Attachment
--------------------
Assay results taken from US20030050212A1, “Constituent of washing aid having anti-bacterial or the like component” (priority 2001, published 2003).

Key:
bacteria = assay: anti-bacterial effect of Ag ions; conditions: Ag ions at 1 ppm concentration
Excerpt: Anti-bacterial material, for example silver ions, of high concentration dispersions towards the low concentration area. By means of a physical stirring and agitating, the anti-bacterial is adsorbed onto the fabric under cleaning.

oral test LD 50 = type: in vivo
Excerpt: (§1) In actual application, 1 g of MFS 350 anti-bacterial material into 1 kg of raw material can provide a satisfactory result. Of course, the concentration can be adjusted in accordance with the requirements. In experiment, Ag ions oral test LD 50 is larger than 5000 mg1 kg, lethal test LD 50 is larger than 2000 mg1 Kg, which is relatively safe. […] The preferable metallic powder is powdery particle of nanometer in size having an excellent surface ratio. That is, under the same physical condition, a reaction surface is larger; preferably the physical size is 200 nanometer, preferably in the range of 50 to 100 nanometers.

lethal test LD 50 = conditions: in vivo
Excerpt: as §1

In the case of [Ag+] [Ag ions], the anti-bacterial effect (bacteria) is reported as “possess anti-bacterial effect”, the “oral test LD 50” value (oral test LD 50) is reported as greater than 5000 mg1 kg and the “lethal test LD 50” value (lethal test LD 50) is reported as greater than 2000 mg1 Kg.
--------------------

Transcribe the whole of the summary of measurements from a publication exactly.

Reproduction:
Assay results taken from US20030050212A1, “Constituent of washing aid having anti-bacterial or the like component” (priority 2001, published 2003).

Key:
bacteria = assay: anti-bacterial effect of Ag ions; conditions: Ag ions at 1 ppm concentration
Excerpt: Anti-bacterial material, for example silver ions, of high concentration dispersions towards the low concentration area. By means of a physical stirring and agitating, the anti-bacterial is adsorbed onto the fabric under cleaning.

oral test LD 50 = type: in vivo
Excerpt: (§1) In actual application, 1 g of MFS 350 anti-bacterial material into 1 kg of raw material can provide a satisfactory result. Of course, the concentration can be adjusted in accordance with the requirements. In experiment, Ag ions oral test LD 50 is larger than 5000 mg1 kg, lethal test LD 50 is larger than 2000 mg1 Kg, which is relatively safe. […] The preferable metallic powder is powdery particle of nanometer in size having an excellent surface ratio. That is, under the same physical condition, a reaction surface is larger; preferably the physical size is 200 nanometer, preferably in the range of 50 to 100 nanometers.

lethal test LD 50 = conditions: in vivo
Excerpt: as §1

In the case of [Ag+] [Ag ions], the anti-bacterial effect (bacteria) is reported as “possess anti-bacterial effect”, the “oral test LD 50” value (oral test LD 50) is reported as greater than 5000 mg1 kg and the “lethal test LD 50” value (lethal test LD 50) is reported as greater than 2000 mg1 Kg.